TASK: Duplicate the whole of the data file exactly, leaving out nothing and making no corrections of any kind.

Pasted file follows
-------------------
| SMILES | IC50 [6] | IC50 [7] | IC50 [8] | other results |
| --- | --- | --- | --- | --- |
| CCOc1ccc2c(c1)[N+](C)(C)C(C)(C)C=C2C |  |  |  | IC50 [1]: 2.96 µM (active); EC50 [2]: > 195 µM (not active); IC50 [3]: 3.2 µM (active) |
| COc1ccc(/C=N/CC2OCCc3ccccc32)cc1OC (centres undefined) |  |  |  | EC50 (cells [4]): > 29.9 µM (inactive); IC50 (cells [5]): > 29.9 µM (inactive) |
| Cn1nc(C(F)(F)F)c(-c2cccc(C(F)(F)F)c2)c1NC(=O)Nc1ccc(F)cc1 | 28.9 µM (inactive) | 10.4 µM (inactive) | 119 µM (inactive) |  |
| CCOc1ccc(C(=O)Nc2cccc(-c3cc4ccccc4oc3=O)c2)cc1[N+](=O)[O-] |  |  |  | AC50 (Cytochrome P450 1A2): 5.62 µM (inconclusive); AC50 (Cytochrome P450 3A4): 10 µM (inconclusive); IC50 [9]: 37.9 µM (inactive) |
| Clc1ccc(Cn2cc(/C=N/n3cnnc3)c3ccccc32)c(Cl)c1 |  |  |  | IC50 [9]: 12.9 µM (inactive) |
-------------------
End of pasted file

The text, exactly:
| SMILES | IC50 [6] | IC50 [7] | IC50 [8] | other results |
| --- | --- | --- | --- | --- |
| CCOc1ccc2c(c1)[N+](C)(C)C(C)(C)C=C2C |  |  |  | IC50 [1]: 2.96 µM (active); EC50 [2]: > 195 µM (not active); IC50 [3]: 3.2 µM (active) |
| COc1ccc(/C=N/CC2OCCc3ccccc32)cc1OC (centres undefined) |  |  |  | EC50 (cells [4]): > 29.9 µM (inactive); IC50 (cells [5]): > 29.9 µM (inactive) |
| Cn1nc(C(F)(F)F)c(-c2cccc(C(F)(F)F)c2)c1NC(=O)Nc1ccc(F)cc1 | 28.9 µM (inactive) | 10.4 µM (inactive) | 119 µM (inactive) |  |
| CCOc1ccc(C(=O)Nc2cccc(-c3cc4ccccc4oc3=O)c2)cc1[N+](=O)[O-] |  |  |  | AC50 (Cytochrome P450 1A2): 5.62 µM (inconclusive); AC50 (Cytochrome P450 3A4): 10 µM (inconclusive); IC50 [9]: 37.9 µM (inactive) |
| Clc1ccc(Cn2cc(/C=N/n3cnnc3)c3ccccc32)c(Cl)c1 |  |  |  | IC50 [9]: 12.9 µM (inactive) |